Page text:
A Look at Hedge Funds and Where Alternative Investments Fit into Your Portfolio Today

With the current wild Euro-debt ride we’ve been on that’s had everyone stumbling all over the market, what better time than now to reevaluate where alternative investments stand in your portfolio?

Alternative investments are basically any component of an investment portfolio that isn’t traditional long-only stocks or bonds. Their primary purpose is to provide diversification within an investor’s portfolio by giving them a place to allocate their money that is not correlated to the stock market. Today, with the prevalent volatility of stocks and their concert movements with the European debt crisis, alternatives have been generating traction amongst weary investors. Of course, they can also be influenced by current global economic conditions, but not in equivalence with stocks and bonds.

Most recently, the hedge fund industry’s been receiving a fair amount of attention, as the media seems to like tracking its performance quite closely.  The Wall Street Journal provides a good summation of a June 2012 Citigroup survey entitled Institutional Investments in Hedge Funds. In it, forecasts were made that the current hedge fund industry could very well double in size its managed assets to become over $5 trillion within the next five years.

The survey gathered information from 80 hours of interviews with 73 investors, consultants, and money managers who see the hedge fund industry progressing beyond its formerly private, limited access status into a more mainstream investment option. Where before, hedge funds made up a smaller portion of alternative investments, they are now making moves to a more central position within portfolios. With this transformation comes stricter regulation, compliance demands, and transparency within the industry, all additions that will hopefully help in legitimizing hedge funds and projecting them in a less risky light.

One of the stronger historic examples illustrating how hedge funds have come in clutch during rough market times was back in the early 2000’s as portfolios that had them incorporated were able to out perform their traditional 60 percent equity/ 40 percent bond structured brethren portfolios. This induced a surge of more than $1 billion in capital flow directed into this asset class for the proceeding few years.

The idea of today’s projected five-year hedge fund boom is based primarily on a predicted increase of established institutional investors using them as a diversification and risk management tool. This alone could generate $1 billion in hedge fund strategy allocations, while another $2 billion could come from these funds marketing themselves as a more commonplace regulated alternative investment product competing with traditional asset managers.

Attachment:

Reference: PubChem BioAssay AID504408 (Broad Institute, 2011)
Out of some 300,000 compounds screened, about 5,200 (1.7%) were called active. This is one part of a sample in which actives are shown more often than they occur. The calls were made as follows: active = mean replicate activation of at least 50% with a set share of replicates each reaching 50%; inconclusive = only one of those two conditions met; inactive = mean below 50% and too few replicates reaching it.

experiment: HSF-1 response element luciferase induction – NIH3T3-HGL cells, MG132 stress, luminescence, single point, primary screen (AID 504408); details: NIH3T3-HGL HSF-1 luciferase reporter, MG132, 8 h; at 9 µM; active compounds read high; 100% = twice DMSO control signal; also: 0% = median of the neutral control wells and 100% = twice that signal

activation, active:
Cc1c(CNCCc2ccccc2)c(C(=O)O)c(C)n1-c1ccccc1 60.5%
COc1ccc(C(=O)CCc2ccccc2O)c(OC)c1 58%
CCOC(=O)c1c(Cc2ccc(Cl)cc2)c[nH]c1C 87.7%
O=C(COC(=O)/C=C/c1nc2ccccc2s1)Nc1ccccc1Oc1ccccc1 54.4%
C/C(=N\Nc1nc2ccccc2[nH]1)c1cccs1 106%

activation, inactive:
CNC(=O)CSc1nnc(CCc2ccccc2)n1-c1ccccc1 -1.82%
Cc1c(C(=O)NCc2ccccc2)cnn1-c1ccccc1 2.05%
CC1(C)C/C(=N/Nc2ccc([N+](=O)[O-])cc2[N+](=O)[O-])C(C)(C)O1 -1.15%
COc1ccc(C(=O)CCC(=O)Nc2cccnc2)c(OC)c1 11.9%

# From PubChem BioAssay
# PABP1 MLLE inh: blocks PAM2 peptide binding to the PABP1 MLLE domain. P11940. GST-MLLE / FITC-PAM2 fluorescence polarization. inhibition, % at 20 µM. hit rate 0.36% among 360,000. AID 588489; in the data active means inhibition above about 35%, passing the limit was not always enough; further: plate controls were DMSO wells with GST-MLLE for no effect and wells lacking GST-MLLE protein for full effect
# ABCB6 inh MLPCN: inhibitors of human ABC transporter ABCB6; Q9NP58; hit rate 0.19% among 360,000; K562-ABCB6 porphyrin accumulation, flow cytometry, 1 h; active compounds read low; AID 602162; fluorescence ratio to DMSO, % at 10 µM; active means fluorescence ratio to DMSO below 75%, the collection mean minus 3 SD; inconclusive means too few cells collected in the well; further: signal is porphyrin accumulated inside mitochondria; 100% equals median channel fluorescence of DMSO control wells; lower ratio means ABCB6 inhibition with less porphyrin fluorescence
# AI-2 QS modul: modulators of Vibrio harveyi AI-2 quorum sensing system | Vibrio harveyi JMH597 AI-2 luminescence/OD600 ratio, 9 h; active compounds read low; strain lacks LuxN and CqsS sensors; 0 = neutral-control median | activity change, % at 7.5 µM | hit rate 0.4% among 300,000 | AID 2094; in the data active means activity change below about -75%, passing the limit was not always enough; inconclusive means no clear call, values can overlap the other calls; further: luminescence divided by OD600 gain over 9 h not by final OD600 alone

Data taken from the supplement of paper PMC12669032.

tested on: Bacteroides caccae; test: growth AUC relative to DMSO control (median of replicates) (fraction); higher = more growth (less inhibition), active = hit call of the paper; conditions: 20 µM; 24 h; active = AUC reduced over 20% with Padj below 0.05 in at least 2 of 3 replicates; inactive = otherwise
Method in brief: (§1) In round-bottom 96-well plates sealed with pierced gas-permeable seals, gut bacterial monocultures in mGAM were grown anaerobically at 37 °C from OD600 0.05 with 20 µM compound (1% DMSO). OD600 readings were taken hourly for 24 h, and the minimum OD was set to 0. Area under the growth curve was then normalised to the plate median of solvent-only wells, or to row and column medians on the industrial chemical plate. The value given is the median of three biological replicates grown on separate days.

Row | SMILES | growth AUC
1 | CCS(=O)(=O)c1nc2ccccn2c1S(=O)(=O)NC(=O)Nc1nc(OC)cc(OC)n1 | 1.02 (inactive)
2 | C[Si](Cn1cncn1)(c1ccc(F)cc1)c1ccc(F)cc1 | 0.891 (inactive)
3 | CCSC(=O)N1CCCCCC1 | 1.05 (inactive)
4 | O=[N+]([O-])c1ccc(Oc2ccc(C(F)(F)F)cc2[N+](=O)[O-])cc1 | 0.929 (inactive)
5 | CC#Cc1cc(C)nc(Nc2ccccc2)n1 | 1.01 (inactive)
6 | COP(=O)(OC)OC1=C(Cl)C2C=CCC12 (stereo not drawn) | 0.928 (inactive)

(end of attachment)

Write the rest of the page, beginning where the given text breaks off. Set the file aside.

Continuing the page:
In a June 11 MarketWatch article announcing how hedge funds are establishing a presence in China’s growing alternative investment industry, Hedge Fund Association (HFA) president Mitch Ackles states that globally, hedge funds are moving into the investment mainstream. PerTrac, a leading worldwide aggregator of hedge fund data, found that there were 658 hedge funds in China as of April 2012; half of them having been formed within the past two years.

In the US, Neuberger Berman made a bit of investment history by being the first asset manager of its caliber (US$199B in AUM) to create the first Multi-Manager Fund. This fund is basically a hybrid investment mechanism structured after a mutual fund, but operated using hedge fund strategies. It is run by a group of fund of hedge fund professionals who feel that this type of investment should be available to a wider range of investors who in the past, have not been able to access hedge funds. The benefits of this hedge fund inspired investment vehicle are daily liquidity, lower investment minimums, full portfolio transparency, and no performance based management fee.

Neuberger Berman’s Multi-Manager Fund could be a big step in the direction of closing the gap between non-high-net worth investors and the ability to access hedge fund strategies. This is really fascinating to me because it is the same concept that inspired the creation of Currensee. Currency trading, a different type of alternative investment, was at one time only possible for professional foreign exchange traders, multinational banks, and high-net worth investors. Now, with the advent of trade replication software, investors of any kind can have equal access the world currency markets.

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